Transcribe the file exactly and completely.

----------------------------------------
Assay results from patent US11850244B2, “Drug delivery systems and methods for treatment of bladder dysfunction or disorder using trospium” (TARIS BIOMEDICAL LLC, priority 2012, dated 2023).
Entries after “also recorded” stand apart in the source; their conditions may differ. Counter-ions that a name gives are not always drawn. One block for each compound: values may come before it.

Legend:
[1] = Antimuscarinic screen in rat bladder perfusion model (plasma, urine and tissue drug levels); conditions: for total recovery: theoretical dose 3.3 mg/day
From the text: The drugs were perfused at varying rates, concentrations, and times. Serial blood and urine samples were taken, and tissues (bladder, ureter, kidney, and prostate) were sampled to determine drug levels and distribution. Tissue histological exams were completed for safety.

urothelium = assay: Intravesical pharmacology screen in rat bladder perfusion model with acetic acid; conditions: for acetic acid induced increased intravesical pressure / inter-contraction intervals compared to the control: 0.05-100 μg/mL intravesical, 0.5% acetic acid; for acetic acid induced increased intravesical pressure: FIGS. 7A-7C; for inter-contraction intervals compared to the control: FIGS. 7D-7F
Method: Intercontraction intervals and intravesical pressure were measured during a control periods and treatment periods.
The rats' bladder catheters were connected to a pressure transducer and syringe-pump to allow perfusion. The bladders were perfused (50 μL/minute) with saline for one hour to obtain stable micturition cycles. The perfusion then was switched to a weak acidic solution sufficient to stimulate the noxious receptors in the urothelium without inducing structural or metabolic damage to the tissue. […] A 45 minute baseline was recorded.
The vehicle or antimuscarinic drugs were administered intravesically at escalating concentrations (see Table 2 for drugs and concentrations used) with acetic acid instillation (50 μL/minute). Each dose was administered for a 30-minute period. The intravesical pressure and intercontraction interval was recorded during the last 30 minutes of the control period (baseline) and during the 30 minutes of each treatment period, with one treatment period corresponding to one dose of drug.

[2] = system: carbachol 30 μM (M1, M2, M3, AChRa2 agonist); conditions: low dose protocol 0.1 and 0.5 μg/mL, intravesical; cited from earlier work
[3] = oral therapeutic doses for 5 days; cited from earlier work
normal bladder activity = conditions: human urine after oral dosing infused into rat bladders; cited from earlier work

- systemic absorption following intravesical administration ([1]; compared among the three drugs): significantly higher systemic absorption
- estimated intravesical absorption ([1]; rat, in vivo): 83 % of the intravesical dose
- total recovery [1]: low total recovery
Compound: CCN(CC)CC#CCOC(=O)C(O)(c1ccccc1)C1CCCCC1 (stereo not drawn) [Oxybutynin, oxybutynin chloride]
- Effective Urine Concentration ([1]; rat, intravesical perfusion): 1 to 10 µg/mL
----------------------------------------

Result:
Assay results from patent US11850244B2, “Drug delivery systems and methods for treatment of bladder dysfunction or disorder using trospium” (TARIS BIOMEDICAL LLC, priority 2012, dated 2023).
Entries after “also recorded” stand apart in the source; their conditions may differ. Counter-ions that a name gives are not always drawn. One block for each compound: values may come before it.

Legend:
[1] = Antimuscarinic screen in rat bladder perfusion model (plasma, urine and tissue drug levels); conditions: for total recovery: theoretical dose 3.3 mg/day
From the text: The drugs were perfused at varying rates, concentrations, and times. Serial blood and urine samples were taken, and tissues (bladder, ureter, kidney, and prostate) were sampled to determine drug levels and distribution. Tissue histological exams were completed for safety.

urothelium = assay: Intravesical pharmacology screen in rat bladder perfusion model with acetic acid; conditions: for acetic acid induced increased intravesical pressure / inter-contraction intervals compared to the control: 0.05-100 μg/mL intravesical, 0.5% acetic acid; for acetic acid induced increased intravesical pressure: FIGS. 7A-7C; for inter-contraction intervals compared to the control: FIGS. 7D-7F
Method: Intercontraction intervals and intravesical pressure were measured during a control periods and treatment periods.
The rats' bladder catheters were connected to a pressure transducer and syringe-pump to allow perfusion. The bladders were perfused (50 μL/minute) with saline for one hour to obtain stable micturition cycles. The perfusion then was switched to a weak acidic solution sufficient to stimulate the noxious receptors in the urothelium without inducing structural or metabolic damage to the tissue. […] A 45 minute baseline was recorded.
The vehicle or antimuscarinic drugs were administered intravesically at escalating concentrations (see Table 2 for drugs and concentrations used) with acetic acid instillation (50 μL/minute). Each dose was administered for a 30-minute period. The intravesical pressure and intercontraction interval was recorded during the last 30 minutes of the control period (baseline) and during the 30 minutes of each treatment period, with one treatment period corresponding to one dose of drug.

[2] = system: carbachol 30 μM (M1, M2, M3, AChRa2 agonist); conditions: low dose protocol 0.1 and 0.5 μg/mL, intravesical; cited from earlier work
[3] = oral therapeutic doses for 5 days; cited from earlier work
normal bladder activity = conditions: human urine after oral dosing infused into rat bladders; cited from earlier work

- systemic absorption following intravesical administration ([1]; compared among the three drugs): significantly higher systemic absorption
- estimated intravesical absorption ([1]; rat, in vivo): 83 % of the intravesical dose
- total recovery [1]: low total recovery
Compound: CCN(CC)CC#CCOC(=O)C(O)(c1ccccc1)C1CCCCC1 (stereo not drawn) [Oxybutynin, oxybutynin chloride]
- Effective Urine Concentration ([1]; rat, intravesical perfusion): 1 to 10 µg/mL